Let me explain: For the last 12 or so years, I’ve lived in Cape Town. But I was born and raised in Durban. It’s my home city – the place I grew up in, and where I got my education. The place of my childhood memories – those sunny Durban days where everything was so relaxed, and there was no responsibility and no worry. Just innocence…play….childhood.

But over the last 12 years, we’ve still had a family home in Durban. There was always a place to stay – a home of our own – when we went back. We never had to stay at our relatives’ homes, or live in hotels. We always had our own home there. A home filled with our furniture and belongings; old photographs; wall hangings; even our own atmosphere. It was home. It was my other home. And my heart was – and still is – so dearly attached to it.

Now that home is about to become history. We’ve sold it.

And while that doesn’t technically sever my ties with Durban (since I have so much family there still), to me, it is the end. Because if I go back now, it’ll be as a visitor. It won’t be to my home – my family home.

My memories of that particular home – which was in reality the fourth home I’d had in Durban in my life – begin when I finished university. We moved in at the end of that year, amidst boxes and boxes of stuff, lots of stress, and my personal sadness at saying goodbye to my previous home – the house I’d spent my teenage years and parts of early adult life in.

It was one of the saddest periods of my life, both for personal reasons, as well as the uncertainty of my future (I’d just graduated, but had no idea what I’d be doing the next year – for no job offers had come by that time).

And the sadness did continue for some years after that; although it was mixed with enjoyment – because that home was a place I’d go on holiday, and have no work to do. I loved that aspect of it. The feeling of being there in the festive season each December – when things were relaxed, people were on holiday, and there was usually a cricket Test match being played at Kingsmead (where, very often, bad light would stop play early).

The days and nights were hot and humid, and the nights often brought multitudes of lightning flashes – which I had never really noticed in my teenage years; but did notice now that I had an expansive view of part of the area.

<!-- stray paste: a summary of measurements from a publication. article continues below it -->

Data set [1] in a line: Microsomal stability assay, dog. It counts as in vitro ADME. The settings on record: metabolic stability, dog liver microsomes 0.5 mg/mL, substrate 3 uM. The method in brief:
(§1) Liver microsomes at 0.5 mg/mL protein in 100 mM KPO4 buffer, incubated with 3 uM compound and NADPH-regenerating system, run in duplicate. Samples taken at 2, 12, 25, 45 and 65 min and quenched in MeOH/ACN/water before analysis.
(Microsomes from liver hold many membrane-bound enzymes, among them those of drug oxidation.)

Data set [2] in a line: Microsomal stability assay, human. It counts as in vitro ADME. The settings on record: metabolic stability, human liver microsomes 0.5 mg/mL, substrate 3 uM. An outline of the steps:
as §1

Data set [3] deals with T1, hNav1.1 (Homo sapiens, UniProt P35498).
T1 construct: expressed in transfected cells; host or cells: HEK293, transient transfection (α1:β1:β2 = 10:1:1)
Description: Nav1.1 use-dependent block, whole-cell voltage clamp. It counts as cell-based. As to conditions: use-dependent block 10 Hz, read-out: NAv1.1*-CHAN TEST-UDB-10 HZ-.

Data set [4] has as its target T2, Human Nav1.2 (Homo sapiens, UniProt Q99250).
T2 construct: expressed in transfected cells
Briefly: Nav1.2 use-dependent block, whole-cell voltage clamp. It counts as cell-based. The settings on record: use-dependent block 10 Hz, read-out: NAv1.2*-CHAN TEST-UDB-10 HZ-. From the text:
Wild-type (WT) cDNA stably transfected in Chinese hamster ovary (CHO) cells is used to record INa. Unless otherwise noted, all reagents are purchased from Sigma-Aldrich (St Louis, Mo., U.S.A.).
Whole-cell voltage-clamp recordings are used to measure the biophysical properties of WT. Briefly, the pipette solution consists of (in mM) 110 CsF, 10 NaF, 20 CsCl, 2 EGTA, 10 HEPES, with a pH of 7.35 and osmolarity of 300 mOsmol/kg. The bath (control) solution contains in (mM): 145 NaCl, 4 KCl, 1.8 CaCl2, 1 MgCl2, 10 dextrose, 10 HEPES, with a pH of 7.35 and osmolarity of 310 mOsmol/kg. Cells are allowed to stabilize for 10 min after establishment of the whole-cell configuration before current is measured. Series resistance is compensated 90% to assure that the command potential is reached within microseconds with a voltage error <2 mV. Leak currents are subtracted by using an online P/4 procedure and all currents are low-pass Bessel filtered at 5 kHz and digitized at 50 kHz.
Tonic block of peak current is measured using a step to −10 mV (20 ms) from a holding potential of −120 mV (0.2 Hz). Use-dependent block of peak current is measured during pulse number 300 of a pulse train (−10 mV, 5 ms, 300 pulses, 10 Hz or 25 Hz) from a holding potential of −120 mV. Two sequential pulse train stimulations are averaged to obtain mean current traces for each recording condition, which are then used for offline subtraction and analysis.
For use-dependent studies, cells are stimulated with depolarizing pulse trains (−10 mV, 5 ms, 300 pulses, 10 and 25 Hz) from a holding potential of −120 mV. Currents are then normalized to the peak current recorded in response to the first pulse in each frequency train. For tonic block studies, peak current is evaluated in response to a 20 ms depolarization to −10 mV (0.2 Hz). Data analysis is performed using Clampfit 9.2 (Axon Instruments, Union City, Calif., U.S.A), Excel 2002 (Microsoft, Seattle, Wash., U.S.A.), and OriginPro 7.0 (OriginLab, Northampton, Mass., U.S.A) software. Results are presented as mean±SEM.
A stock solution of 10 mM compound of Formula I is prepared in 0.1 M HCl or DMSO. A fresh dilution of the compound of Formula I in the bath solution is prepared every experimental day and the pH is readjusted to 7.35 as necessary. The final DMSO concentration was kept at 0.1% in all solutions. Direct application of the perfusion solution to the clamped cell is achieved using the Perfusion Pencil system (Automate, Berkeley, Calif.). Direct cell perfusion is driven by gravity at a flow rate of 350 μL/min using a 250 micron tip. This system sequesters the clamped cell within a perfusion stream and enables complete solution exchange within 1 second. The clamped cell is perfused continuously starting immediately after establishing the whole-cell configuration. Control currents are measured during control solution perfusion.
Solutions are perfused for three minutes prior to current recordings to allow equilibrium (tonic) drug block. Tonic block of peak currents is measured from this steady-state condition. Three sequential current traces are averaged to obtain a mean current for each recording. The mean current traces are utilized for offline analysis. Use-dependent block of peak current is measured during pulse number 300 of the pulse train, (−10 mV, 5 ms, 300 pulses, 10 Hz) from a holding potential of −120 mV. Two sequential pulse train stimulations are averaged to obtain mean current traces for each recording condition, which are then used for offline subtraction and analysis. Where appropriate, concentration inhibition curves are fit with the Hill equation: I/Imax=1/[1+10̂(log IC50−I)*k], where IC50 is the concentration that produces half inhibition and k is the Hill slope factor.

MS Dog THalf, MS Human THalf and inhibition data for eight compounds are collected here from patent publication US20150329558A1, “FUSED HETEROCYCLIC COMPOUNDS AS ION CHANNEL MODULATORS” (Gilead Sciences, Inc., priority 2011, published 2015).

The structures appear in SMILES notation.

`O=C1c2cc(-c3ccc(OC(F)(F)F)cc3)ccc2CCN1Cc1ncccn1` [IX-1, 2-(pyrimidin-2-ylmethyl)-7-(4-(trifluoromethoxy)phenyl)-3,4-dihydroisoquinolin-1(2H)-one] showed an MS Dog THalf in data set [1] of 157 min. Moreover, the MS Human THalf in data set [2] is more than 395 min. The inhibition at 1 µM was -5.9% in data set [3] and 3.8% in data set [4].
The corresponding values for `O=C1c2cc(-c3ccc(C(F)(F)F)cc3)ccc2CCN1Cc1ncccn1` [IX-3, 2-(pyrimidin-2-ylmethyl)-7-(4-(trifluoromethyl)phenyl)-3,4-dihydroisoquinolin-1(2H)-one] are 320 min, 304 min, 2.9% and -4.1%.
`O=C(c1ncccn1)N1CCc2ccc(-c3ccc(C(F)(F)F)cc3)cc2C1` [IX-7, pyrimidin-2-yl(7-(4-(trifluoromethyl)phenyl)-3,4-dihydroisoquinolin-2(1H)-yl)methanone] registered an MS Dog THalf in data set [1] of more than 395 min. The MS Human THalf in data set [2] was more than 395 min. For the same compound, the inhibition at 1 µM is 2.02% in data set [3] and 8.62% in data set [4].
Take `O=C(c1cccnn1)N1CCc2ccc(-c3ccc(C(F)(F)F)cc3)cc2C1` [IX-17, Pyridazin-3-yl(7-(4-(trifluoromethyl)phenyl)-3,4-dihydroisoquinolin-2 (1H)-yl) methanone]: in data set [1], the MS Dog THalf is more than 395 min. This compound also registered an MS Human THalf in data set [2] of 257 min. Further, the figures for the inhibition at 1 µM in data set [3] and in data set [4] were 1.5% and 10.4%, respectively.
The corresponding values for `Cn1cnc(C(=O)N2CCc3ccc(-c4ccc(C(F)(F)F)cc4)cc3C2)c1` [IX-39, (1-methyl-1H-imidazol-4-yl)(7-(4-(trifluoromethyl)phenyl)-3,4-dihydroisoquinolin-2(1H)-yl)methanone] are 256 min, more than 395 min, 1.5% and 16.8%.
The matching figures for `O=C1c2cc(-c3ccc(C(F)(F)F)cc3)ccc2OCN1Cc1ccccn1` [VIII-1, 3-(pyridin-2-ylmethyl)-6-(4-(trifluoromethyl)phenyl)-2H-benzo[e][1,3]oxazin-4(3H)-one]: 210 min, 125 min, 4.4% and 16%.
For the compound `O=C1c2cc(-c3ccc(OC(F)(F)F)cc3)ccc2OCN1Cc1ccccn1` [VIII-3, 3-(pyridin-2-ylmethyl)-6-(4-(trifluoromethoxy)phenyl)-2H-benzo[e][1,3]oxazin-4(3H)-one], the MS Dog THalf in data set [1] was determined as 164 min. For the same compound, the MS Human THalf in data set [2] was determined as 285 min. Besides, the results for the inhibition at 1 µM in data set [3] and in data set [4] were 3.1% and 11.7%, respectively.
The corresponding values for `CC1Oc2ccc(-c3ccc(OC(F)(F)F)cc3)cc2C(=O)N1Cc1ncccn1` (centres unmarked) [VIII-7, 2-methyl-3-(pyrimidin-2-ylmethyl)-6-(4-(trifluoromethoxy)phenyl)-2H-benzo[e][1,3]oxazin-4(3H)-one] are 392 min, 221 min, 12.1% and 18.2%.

I’d get to eat the foods I loved from Durban; I’d get to frequent the neighborhood I spent so many years in; I’d spend time with family; I’d get to go to Jumuah in the masjid I knew from my teenage years – but now being so much more spiritually mature compared to back then.

I’d get this awesome view from that home – looking out over the city and Indian Ocean; being able to see the golden lights of the harbor at night; the Bluff; and the hills on one side that concealed the area where I used to go to High School.

At night, the experience was both exhilarating and scary – looking out into the dark night at the city and ocean, and sky above – sometimes cloudy and overcast. I felt like I was up in those clouds – far from earth. If I closed my eyes, tilted my head up, then opened my eyes again, it was like there was no Earth below – there was only sky. Wide open, cold, vast, immense sky. It was at times like those when I felt so tremendously close to my Creator. Being physically removed from my usual home and life in Cape Town, I’d be in that place – at that window – able to reflect on so many things; and able to speak to my Lord in ways that were so unconstrained by the mental chains that would often drag me down in other environments.

It’s moments like those that I treasure so much. Moments that no material thing in the world could ever come close to. Moments that, nowadays, have become so few and far between.

And in one of those moments, I made a dua for the next time I’d be there: that, the next time I come to this home, I wanted to be married. Alhamdullilah – sure enough, the next time I went (2 years later), I was married, and my daughter was tucked safely in the womb, still in the early stages of her development.

But life has moved on so much since then, and things are so different. I have my own family now; and a whole life that’s so far away from Durban – both in time and physical space.

Still, though, my heart is tremendously attached to Durban. I love it dearly, and it’s always been – and always will be – a big part of me.

And it’s sad to say goodbye; but goodbyes are a part of life. I’m grateful to have had the life – the experiences – I had in Durban. And I hope those will be memories that I hang on to and treasure forever.

An updated version of this piece appears in my book – Let it Flow – available via Amazon Kindle, Google Play Books, Apple Books, Kobo, and more.